Today we dispatched the July 2022 edition of our Leadership That Works Newsletter, a curated digest of the best leadership links from around the web, sent at the end of each month. In this month’s best leadership links to read right now: The ‘fun mindset,’ surviving a bad boss, mastering ‘intellectual humility,’ and more. As always, we’re sharing the content from our newsletter on our blog in case you’re not subscribed to our mailing list. If you find these links enriching, you can sign up to receive our newsletter right here.
“When it comes to designing the future of work, one size fits none,” says the introduction to this fascinating interview with Tim Ryan, PwC’s US Chair, in Authority Magazine. Ryan says that in “10-15 years, workplaces won’t be recognizable to what they are today.” The business world is changing so rapidly that even “three years out, the companies that attract top talent,” will differentiate themselves by offering a “customized employee experience” featuring “robust personalized options around things like health and well-being.” In fact, personalized benefits will be so ubiquitous, they’ll be mere “table stakes,” and “the 9 to 5 model, 40-hour work week model will be less common.”
Ryan says that while leaders must better understand all their stakeholders, “at the top of the stakeholder list is the employee, because even if the economy slows down, the need to prioritize people is here to stay.” An employee-centric approach to future-proofing your business means understanding that you can’t “simply throw money” at the issue, you have to listen to people and offer a wide array of benefits, empowering employees to make “customer-like choices,” so they can build “personalized careers,” with varying flexibility on “how they work, where they work, what they work on and when they do it — tailored to support their development, well-being, sense of purpose and ambitions.”
Ryan sums it up neatly: “Ultimately our people want flexibility and choice.” And, “as the world is changing at an unprecedented pace, we know our people thrive when their daily experience matches what they value and makes them happy—meaningful relationships, a balanced workload, support for flexibility, and a sense of purpose and belonging.” Get the full story here.
“Life’s too short to work for a jerk,” says this smart Wall Street Journal piece, but sometimes it can’t be avoided: “As long as there’s been work, there have been people who make it miserable for those underneath them.” So, what do you do if you find yourself working for a micromanager, a bully, or perhaps even worse, an absentee boss who’s checked out completely? The WSJ piece offers advice for each type of “bad boss.” If you’ve got a micromanager hovering over you, first validate their anxiety (whether it’s warranted or not): “Tell them you share their sense of urgency and understand exactly what needs to be done for the task to be considered a success—right down to the font they prefer.” Then, “flood them with information before they even ask for it,” and watch, “as you build trust, they’ll loosen their grip.” In the case of a “checked-out boss,” assume they need you to take the lead and “be tenacious.” Try booking a series of appointments on their calendar, “assuming they’ll cancel half,” and when you do get your face-to-face, “be succinct, be clear,” and then, “be gone. Get the full story here. (Note: this piece may appear behind a paywall.)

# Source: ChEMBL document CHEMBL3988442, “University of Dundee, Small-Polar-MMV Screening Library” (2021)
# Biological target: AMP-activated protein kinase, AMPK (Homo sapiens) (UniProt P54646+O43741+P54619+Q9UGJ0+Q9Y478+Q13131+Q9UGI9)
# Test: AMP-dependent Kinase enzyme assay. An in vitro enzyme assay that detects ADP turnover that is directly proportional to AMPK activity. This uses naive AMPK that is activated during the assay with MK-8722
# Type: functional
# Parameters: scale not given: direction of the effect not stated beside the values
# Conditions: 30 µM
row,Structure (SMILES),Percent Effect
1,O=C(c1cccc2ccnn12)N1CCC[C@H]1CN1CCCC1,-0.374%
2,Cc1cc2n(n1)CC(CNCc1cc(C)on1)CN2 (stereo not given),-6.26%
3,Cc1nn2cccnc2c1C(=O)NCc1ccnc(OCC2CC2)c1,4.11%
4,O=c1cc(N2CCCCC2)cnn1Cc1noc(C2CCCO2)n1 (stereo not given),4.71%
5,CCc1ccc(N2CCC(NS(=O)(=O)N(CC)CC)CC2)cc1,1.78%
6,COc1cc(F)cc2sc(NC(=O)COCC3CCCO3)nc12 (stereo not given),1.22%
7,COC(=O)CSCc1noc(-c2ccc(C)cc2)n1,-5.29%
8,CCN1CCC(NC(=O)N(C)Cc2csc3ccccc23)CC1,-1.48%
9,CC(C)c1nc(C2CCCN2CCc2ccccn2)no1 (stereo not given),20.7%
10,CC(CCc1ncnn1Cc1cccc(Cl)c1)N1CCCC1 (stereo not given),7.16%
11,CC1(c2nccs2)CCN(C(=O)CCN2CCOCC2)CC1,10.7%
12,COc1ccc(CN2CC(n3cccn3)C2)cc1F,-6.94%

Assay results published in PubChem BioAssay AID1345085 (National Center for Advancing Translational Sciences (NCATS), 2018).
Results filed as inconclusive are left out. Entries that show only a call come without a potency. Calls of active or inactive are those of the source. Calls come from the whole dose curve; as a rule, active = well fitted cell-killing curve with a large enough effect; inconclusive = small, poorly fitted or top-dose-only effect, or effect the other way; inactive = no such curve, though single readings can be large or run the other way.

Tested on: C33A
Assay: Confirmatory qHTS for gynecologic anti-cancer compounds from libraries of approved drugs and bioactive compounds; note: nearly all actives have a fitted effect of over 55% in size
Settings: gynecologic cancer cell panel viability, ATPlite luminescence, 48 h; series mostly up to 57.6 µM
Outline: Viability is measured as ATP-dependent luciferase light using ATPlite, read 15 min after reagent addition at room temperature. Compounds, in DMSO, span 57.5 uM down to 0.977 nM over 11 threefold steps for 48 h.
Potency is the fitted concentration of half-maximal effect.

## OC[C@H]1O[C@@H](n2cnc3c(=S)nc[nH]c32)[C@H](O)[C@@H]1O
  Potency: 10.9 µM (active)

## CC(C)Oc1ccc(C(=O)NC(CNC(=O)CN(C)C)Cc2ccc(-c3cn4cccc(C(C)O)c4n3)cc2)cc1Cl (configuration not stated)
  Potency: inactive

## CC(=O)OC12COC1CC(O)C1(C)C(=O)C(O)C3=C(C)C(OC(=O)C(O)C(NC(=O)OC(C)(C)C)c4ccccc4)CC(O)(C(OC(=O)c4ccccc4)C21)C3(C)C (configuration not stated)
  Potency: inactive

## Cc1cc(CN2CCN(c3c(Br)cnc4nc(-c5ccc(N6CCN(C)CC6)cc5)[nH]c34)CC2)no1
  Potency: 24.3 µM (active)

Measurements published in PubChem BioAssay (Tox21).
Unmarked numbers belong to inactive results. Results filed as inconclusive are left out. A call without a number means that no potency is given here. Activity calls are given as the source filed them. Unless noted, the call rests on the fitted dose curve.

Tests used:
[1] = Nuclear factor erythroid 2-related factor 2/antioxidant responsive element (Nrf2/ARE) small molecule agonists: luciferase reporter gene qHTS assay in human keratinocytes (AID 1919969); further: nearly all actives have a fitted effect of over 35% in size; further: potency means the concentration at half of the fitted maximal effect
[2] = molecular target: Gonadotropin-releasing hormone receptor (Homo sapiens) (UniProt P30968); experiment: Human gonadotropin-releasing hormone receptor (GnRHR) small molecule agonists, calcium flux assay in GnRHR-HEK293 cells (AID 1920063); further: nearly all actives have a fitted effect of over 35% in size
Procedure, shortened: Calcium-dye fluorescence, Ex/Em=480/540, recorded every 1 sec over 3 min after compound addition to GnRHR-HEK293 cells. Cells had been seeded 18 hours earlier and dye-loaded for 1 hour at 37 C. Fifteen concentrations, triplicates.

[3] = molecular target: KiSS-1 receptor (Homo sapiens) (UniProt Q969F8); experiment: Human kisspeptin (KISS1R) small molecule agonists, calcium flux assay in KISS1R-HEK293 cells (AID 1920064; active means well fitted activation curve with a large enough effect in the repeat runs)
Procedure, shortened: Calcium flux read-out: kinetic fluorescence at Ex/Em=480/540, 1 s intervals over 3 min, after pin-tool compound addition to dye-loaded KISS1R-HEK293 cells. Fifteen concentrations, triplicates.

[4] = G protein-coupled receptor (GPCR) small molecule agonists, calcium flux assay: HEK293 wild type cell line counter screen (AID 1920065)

“Historically many of the policies designed to increase fairness at work have revolved around the hiring process,” write the authors of this Harvard Business Review article, “but in reality, most employees’ perception of fairness relates more to their day-to-day experiences—and these perceptions have a significant business impact.” A survey of 3,500 employees worldwide found that “most employees don’t feel like their work environment is fair,” with only 18% indicating they felt they worked “in a high-fairness environment.” Perceived fairness is crucial to organizational health and “will become even more important in the coming years,” as “a more fair employee experience improves employee performance by up to 26% and employee retention by up to 27%.” The authors’ research reveals four key questions leaders should ask themselves to ensure they are delivering a “high-fairness work environment,” including “Are your employees informed?”; “Are your employees supported?”; “Do all employees get a fair chance at internal opportunities?”; and “Do leaders and managers recognize employees’ contributions?” The piece provides supporting tips and practices for each question. Get the full story here.
In 2022, people are accustomed to non-stop mental stimulation from work, technology, TV, and the entertainment source that reigns supreme—the smartphone. Rarely do we allow our brains a reprieve from sensory input, but we should try giving our cognitive center some “fresh air,” as this Study Finds piece puts it, because we are underestimating how fascinating our own thoughts can be when we focus on them, free from auxiliary screens and stimulus. In an experiment with hundreds of volunteers, researchers found that participants “consistently underrated how much enjoyment they got from simply sitting in the company of their own thoughts for up to 20 minutes.” Volunteers were instructed to “let their mind wander,” without the intrusion of digital devices or distraction. Each group reported being surprised by how engaging their own thoughts were, and taken aback by how much they enjoyed the exercise. People tend to avoid “thinking activities” because of widespread assumptions that they will be boring, opting instead for distraction. But leaders should try to dedicate time to reflection and free-thinking because “allowing the mind to wander can help people solve problems, enhance their creativity, and even help them find meaning in their life.” Get the full story here.
**For more on the power of looking inward, explore our 6-step Blueprint process, a model for unlocking greater joy, fulfillment, and impact in your leadership through a series of exercises and patented prompts for reflection.